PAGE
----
Life in a new city, where people may know your name but nobody knows your maiden name, can be lonely. When every interaction you have is with someone you’ve only had a few previous interactions with, it can feel a bit like an endless audition where you are waiting for a call back. And really who of us wants to be auditioning during perimenopause, which if spoken out loud is as good as labeling yourself not just hormonal but also a hypochondriac. You sometimes just want the ease of being around someone who already knows your kids names (and loveable quirks and yours too) and knows the way to be a forever friend is through a competitive game of ping pong (where I win, but it’s close.)
The process of making all new friends simply takes time and that time is further protracted when you live in a big city like London. Spending 3.5 hours of transit time like I did recently so your kid can have a 4 hour playdate with a new friend demonstrates the hard realities of navigating new friendship in a big city. You want to say "yes" to every invitation but you'd also like to make it home by dinner. It’s a known downside to this otherwise exciting life. This is one of those weeks where I’ve felt it more than others. I know I will “get there” with some of the wonderfully warm people I’ve already met (and more still to meet) but it’s not like college (or even a small community like Luxembourg) where insta-friendship develops because you’re all in the same boat together.
My feeling of impatience this week probably has something to do with my husband being gone for 8 days sending gorgeous pictures from Tokyo and having spent time with an old friend who knew me when … back when I used to see the world in mostly black and white and who understands and shares the world I now see in more color.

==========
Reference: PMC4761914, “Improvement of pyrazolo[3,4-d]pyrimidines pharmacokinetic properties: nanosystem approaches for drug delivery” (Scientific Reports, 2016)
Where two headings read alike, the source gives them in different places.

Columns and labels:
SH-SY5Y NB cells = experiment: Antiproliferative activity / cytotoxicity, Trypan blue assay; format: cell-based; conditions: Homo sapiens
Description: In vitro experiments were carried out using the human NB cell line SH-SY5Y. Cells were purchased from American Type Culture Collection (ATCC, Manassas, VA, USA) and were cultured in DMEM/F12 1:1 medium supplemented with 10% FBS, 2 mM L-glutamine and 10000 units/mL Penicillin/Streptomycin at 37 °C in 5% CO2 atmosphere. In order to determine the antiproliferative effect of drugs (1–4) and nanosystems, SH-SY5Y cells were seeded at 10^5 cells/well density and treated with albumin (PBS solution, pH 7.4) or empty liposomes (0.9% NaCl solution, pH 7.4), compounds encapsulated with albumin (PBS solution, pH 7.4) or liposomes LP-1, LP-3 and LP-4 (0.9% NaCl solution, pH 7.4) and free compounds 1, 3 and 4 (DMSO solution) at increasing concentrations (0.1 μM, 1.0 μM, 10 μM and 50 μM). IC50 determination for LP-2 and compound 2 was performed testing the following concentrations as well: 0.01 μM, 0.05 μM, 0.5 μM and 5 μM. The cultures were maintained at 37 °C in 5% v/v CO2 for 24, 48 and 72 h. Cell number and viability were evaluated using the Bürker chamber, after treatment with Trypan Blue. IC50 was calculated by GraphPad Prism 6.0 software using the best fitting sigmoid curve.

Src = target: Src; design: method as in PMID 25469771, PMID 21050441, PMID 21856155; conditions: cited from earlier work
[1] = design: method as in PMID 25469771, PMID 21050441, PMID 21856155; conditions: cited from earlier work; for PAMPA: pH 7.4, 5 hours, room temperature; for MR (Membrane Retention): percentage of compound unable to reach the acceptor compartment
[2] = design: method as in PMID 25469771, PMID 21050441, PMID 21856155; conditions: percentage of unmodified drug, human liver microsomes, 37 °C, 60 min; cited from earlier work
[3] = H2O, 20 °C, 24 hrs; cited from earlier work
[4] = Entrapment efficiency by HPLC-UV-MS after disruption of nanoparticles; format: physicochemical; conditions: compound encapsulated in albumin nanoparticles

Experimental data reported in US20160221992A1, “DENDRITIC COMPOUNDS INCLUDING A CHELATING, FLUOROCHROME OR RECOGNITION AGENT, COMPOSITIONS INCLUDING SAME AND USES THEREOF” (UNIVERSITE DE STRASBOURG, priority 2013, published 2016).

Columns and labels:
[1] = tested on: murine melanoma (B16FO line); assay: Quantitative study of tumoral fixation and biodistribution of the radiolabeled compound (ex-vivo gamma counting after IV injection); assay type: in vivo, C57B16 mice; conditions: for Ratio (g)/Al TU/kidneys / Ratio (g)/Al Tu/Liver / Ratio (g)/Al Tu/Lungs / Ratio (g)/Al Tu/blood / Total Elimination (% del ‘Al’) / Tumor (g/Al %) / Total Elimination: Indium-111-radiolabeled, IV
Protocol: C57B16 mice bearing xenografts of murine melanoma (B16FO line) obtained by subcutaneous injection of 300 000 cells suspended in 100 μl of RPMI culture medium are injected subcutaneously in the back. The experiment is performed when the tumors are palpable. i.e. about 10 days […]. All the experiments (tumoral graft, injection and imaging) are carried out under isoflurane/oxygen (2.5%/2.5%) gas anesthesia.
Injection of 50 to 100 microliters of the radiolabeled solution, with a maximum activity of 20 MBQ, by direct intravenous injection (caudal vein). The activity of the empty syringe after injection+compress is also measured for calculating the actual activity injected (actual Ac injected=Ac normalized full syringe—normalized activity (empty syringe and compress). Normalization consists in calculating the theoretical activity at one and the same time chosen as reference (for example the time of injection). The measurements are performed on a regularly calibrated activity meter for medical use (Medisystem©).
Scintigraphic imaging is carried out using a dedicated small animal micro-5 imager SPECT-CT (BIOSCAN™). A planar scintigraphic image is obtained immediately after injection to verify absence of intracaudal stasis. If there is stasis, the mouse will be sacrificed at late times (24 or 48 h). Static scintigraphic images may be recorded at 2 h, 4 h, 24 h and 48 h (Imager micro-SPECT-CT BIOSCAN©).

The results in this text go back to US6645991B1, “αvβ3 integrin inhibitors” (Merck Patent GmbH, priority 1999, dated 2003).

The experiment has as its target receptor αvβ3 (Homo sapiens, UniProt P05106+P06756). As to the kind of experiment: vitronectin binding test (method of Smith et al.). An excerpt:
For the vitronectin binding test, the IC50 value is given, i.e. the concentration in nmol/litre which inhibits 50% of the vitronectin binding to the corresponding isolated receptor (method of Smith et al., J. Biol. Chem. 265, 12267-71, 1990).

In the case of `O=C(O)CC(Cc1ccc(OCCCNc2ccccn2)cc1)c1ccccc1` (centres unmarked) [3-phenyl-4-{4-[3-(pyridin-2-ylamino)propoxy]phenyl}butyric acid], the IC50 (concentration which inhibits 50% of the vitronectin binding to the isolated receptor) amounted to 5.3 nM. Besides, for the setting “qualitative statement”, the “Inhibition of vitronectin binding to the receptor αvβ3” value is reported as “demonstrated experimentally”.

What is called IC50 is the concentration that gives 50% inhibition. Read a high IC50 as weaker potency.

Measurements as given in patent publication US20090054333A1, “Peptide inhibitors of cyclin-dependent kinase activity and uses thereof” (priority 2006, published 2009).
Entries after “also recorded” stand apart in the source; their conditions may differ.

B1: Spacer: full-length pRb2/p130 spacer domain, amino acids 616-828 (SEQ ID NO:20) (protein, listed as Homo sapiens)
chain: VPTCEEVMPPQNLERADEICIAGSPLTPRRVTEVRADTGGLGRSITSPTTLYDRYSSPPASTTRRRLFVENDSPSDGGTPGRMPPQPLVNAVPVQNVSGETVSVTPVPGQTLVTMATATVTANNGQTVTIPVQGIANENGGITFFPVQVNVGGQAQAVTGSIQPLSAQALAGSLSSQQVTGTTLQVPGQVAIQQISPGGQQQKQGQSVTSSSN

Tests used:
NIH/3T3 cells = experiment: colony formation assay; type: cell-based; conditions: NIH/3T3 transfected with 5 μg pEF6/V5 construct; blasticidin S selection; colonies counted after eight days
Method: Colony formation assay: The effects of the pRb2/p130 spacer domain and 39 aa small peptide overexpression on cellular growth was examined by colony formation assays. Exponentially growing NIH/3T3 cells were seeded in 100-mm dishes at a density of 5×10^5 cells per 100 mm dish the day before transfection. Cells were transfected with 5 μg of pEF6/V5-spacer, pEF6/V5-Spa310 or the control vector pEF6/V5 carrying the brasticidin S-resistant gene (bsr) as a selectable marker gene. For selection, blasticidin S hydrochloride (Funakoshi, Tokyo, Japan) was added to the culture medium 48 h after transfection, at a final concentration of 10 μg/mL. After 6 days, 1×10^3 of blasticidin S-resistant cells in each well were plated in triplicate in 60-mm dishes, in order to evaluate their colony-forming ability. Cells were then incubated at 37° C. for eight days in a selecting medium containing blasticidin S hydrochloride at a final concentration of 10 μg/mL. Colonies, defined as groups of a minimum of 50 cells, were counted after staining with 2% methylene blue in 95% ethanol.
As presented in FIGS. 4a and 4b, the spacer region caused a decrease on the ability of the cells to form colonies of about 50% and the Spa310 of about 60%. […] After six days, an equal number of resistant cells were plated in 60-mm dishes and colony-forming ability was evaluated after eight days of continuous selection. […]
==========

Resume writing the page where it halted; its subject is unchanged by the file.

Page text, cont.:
Common wisdom teaches us that gratitude is good for our mental and physical health. It has helped this week. Normally we practice gratitude as a transactional checklist of things to be thankful for but this week there have been two things that keep bubbling to the surface, providing a kind of extended release of gratitude. Better than any endorphin surge after a long run or sip of perfectly crisp Sauvignon Blanc.
The first thing that happened this week was when I was working at the homeless Shelter. The woman who runs the Shelter asked me if I wouldn’t mind popping upstairs to where they distribute clothing to see if there was an extra backpack. She wanted to give the backpack to a young, immigrant woman who was new to the shelter and carrying several plastic bags. As I don’t normally do the clothing, I had to be directed where to go. Upstairs they take guests one at a time every Wednesday, Friday, and Saturday to fit them for up to three new articles of clothing. When I got upstairs, they were just finishing up with an older gentleman guest who I knew from the breakfast line. He was beaming as the proud owner of a new suit, one to replace the ratty sport coat he had on and to keep company with his worn-out fedora. As I watched the volunteer neatly putting the suit back in its protective cover while another volunteer went in search of a backpack, I recognized the Nordstrom label on the cover. It was my husband’s suit. I had brought it in weeks before. Of all the Wednesdays, Fridays and Saturdays, I was summoned to bear witness at the exact moment where my husband’s simple act of giving joined with real, heart-pumping, human need. It sent a shiver up my spine.